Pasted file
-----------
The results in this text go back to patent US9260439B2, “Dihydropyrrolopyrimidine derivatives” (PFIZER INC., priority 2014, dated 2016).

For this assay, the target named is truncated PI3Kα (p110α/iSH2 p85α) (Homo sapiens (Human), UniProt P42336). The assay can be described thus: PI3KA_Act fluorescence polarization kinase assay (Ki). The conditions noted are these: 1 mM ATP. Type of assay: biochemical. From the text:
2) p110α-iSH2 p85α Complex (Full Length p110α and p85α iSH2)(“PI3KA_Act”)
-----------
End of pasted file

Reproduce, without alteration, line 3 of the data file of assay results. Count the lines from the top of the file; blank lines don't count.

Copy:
2) p110α-iSH2 p85α Complex (Full Length p110α and p85α iSH2)(“PI3KA_Act”)